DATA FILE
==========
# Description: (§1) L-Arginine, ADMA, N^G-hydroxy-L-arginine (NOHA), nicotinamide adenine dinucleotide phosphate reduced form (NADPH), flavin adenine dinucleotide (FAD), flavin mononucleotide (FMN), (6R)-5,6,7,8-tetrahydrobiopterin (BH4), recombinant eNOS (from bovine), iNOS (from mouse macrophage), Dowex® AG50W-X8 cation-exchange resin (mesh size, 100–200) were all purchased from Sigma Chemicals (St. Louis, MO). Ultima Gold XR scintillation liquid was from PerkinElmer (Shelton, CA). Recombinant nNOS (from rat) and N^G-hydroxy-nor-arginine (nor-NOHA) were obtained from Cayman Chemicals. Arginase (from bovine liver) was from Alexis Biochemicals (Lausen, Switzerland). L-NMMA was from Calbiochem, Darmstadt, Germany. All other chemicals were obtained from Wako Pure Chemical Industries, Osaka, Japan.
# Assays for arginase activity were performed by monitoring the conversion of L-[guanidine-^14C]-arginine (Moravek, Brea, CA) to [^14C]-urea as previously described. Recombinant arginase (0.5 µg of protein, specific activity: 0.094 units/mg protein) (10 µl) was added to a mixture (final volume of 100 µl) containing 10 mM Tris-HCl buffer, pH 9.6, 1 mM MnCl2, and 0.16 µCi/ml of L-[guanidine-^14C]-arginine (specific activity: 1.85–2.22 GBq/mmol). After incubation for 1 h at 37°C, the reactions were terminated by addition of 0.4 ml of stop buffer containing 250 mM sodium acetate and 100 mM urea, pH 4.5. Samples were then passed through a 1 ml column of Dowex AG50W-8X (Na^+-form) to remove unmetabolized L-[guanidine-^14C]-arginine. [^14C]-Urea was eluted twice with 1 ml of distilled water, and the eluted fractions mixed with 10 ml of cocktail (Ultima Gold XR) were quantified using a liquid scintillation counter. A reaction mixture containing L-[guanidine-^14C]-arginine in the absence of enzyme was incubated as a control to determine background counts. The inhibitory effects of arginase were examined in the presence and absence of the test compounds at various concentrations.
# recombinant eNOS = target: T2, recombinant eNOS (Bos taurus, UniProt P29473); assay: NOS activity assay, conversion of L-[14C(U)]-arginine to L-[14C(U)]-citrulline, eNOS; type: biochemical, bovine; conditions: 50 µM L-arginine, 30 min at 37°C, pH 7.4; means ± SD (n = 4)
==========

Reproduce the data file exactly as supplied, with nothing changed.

# Description: (§1) L-Arginine, ADMA, N^G-hydroxy-L-arginine (NOHA), nicotinamide adenine dinucleotide phosphate reduced form (NADPH), flavin adenine dinucleotide (FAD), flavin mononucleotide (FMN), (6R)-5,6,7,8-tetrahydrobiopterin (BH4), recombinant eNOS (from bovine), iNOS (from mouse macrophage), Dowex® AG50W-X8 cation-exchange resin (mesh size, 100–200) were all purchased from Sigma Chemicals (St. Louis, MO). Ultima Gold XR scintillation liquid was from PerkinElmer (Shelton, CA). Recombinant nNOS (from rat) and N^G-hydroxy-nor-arginine (nor-NOHA) were obtained from Cayman Chemicals. Arginase (from bovine liver) was from Alexis Biochemicals (Lausen, Switzerland). L-NMMA was from Calbiochem, Darmstadt, Germany. All other chemicals were obtained from Wako Pure Chemical Industries, Osaka, Japan.
# Assays for arginase activity were performed by monitoring the conversion of L-[guanidine-^14C]-arginine (Moravek, Brea, CA) to [^14C]-urea as previously described. Recombinant arginase (0.5 µg of protein, specific activity: 0.094 units/mg protein) (10 µl) was added to a mixture (final volume of 100 µl) containing 10 mM Tris-HCl buffer, pH 9.6, 1 mM MnCl2, and 0.16 µCi/ml of L-[guanidine-^14C]-arginine (specific activity: 1.85–2.22 GBq/mmol). After incubation for 1 h at 37°C, the reactions were terminated by addition of 0.4 ml of stop buffer containing 250 mM sodium acetate and 100 mM urea, pH 4.5. Samples were then passed through a 1 ml column of Dowex AG50W-8X (Na^+-form) to remove unmetabolized L-[guanidine-^14C]-arginine. [^14C]-Urea was eluted twice with 1 ml of distilled water, and the eluted fractions mixed with 10 ml of cocktail (Ultima Gold XR) were quantified using a liquid scintillation counter. A reaction mixture containing L-[guanidine-^14C]-arginine in the absence of enzyme was incubated as a control to determine background counts. The inhibitory effects of arginase were examined in the presence and absence of the test compounds at various concentrations.
# recombinant eNOS = target: T2, recombinant eNOS (Bos taurus, UniProt P29473); assay: NOS activity assay, conversion of L-[14C(U)]-arginine to L-[14C(U)]-citrulline, eNOS; type: biochemical, bovine; conditions: 50 µM L-arginine, 30 min at 37°C, pH 7.4; means ± SD (n = 4)